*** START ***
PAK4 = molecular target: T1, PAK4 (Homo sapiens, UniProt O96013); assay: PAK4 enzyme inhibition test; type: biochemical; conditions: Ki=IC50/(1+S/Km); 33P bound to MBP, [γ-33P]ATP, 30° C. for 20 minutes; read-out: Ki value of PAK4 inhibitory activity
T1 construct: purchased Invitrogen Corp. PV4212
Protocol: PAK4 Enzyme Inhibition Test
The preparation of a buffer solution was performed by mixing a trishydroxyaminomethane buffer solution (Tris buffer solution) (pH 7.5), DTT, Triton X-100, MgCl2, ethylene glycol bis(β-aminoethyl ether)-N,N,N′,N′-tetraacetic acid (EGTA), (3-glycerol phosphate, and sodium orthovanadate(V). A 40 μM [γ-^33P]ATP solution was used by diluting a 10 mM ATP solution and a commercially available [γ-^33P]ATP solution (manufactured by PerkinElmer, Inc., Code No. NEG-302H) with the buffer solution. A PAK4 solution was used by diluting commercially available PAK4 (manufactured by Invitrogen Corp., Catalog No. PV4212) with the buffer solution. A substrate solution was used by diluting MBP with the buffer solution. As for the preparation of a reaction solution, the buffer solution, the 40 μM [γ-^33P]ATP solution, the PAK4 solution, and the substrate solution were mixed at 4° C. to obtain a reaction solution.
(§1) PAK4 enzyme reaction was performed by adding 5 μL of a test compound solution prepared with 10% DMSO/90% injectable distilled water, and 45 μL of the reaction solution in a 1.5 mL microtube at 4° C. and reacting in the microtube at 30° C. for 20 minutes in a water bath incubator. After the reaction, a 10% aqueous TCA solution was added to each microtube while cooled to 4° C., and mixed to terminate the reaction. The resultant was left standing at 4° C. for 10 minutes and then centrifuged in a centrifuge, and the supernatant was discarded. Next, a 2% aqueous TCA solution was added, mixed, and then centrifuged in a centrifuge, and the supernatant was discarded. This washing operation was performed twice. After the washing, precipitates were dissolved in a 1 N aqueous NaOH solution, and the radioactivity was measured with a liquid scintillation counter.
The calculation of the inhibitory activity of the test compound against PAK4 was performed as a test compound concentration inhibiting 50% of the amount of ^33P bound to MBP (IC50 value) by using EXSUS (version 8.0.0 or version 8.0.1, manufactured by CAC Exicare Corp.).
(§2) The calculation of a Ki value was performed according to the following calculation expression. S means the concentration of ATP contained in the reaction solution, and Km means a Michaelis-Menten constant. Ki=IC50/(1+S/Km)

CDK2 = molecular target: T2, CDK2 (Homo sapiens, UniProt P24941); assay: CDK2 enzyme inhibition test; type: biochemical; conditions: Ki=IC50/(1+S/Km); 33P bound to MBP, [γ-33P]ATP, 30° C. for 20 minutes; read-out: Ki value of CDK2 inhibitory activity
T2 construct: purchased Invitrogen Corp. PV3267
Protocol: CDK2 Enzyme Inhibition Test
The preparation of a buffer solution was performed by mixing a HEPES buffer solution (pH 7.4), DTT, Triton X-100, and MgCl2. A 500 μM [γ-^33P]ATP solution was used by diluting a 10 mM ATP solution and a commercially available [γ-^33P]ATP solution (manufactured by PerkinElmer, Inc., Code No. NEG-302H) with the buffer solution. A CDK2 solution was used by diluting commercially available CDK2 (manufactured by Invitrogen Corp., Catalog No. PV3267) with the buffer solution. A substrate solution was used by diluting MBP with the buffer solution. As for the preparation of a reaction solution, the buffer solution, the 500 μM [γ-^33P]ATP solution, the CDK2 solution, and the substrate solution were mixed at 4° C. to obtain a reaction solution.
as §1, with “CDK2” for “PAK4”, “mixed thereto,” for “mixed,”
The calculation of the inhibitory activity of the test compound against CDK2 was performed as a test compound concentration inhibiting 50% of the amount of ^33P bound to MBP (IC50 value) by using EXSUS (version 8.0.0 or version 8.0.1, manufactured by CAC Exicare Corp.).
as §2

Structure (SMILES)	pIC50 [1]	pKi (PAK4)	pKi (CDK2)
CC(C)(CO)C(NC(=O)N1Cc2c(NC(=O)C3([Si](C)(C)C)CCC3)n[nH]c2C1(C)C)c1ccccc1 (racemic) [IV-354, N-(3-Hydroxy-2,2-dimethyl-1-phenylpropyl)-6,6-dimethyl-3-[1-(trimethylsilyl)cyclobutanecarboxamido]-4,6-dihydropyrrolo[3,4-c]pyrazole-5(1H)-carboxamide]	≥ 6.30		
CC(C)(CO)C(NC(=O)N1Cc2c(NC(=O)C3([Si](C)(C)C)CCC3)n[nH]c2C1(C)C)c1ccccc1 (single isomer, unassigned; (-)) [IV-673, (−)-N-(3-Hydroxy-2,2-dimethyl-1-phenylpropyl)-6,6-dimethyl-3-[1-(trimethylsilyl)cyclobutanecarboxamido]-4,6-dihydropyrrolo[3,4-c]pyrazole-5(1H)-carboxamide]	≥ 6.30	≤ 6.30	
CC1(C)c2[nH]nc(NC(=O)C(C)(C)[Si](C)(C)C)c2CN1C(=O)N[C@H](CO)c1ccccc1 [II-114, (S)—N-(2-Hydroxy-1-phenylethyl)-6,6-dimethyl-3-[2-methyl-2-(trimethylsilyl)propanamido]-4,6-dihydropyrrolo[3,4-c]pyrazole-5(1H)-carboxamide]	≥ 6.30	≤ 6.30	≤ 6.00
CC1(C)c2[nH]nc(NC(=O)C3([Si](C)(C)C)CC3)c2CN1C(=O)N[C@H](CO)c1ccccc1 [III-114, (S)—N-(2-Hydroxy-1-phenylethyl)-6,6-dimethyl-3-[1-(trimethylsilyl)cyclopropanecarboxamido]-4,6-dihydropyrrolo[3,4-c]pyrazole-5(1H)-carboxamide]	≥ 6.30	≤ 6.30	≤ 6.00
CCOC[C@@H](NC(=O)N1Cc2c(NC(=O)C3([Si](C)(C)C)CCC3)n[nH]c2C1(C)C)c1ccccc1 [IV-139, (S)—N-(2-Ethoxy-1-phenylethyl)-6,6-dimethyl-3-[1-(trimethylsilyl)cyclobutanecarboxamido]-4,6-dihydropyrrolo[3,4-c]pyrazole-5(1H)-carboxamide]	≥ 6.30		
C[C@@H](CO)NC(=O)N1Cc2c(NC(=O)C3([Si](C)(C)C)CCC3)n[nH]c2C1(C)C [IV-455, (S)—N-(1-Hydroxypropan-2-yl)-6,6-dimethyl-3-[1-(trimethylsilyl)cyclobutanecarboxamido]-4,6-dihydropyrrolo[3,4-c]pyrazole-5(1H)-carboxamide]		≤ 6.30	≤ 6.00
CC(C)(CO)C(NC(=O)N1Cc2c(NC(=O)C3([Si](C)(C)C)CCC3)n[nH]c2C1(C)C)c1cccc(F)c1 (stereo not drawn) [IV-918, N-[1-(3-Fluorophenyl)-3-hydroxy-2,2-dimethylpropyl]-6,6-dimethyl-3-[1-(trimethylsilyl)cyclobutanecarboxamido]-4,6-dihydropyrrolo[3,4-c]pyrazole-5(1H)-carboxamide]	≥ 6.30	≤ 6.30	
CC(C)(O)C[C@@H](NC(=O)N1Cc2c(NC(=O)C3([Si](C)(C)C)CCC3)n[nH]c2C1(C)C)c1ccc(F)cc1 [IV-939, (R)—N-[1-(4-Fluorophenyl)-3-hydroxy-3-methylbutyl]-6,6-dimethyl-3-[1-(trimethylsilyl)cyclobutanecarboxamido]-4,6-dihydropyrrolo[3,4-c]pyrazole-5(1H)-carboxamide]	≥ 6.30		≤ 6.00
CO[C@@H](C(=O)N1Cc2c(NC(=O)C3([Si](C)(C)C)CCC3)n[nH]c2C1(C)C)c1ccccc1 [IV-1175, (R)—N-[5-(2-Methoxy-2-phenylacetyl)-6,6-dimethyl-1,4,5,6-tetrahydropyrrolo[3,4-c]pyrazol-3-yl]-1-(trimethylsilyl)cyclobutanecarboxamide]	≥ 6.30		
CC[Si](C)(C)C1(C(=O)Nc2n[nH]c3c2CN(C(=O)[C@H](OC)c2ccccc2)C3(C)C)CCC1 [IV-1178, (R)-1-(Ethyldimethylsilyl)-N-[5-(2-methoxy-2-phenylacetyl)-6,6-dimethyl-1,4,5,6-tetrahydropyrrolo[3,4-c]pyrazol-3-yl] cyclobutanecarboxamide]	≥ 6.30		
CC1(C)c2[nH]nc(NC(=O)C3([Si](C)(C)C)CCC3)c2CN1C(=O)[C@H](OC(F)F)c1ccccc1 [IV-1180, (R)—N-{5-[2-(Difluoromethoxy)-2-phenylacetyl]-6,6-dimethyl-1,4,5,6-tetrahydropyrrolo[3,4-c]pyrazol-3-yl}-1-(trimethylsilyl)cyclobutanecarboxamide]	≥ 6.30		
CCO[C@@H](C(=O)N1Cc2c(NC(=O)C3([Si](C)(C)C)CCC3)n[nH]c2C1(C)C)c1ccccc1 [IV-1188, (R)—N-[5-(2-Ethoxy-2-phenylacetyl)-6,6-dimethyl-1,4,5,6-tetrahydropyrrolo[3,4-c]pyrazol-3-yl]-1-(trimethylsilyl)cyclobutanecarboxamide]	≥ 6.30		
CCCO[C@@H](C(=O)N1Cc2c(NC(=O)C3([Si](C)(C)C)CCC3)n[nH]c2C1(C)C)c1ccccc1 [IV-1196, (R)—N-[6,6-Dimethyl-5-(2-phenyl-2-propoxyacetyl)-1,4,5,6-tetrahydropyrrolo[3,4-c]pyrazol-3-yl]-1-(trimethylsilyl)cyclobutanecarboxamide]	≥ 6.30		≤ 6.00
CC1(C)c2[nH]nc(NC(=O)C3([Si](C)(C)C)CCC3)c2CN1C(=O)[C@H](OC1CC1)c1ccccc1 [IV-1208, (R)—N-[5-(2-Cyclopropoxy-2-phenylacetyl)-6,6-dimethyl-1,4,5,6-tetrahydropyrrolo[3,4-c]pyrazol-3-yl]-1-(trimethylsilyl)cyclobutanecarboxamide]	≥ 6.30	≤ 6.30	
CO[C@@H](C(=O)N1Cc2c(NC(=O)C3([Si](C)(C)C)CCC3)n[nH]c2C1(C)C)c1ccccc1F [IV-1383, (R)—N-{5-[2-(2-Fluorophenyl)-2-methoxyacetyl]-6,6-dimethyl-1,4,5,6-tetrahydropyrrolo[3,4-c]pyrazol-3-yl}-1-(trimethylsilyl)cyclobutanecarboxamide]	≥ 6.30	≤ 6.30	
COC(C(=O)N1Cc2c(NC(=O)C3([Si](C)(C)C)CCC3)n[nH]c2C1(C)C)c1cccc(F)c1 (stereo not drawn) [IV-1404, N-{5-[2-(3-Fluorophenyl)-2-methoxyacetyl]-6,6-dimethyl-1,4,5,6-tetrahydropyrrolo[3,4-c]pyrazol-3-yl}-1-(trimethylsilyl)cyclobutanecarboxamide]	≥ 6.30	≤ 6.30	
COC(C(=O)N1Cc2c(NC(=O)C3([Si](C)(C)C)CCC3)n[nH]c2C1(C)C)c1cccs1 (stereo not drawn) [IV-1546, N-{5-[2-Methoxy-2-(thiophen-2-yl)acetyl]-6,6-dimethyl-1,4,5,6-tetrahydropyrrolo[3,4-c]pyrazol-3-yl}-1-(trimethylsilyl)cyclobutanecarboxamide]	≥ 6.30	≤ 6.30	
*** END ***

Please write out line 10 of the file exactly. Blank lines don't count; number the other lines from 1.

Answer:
Protocol: CDK2 Enzyme Inhibition Test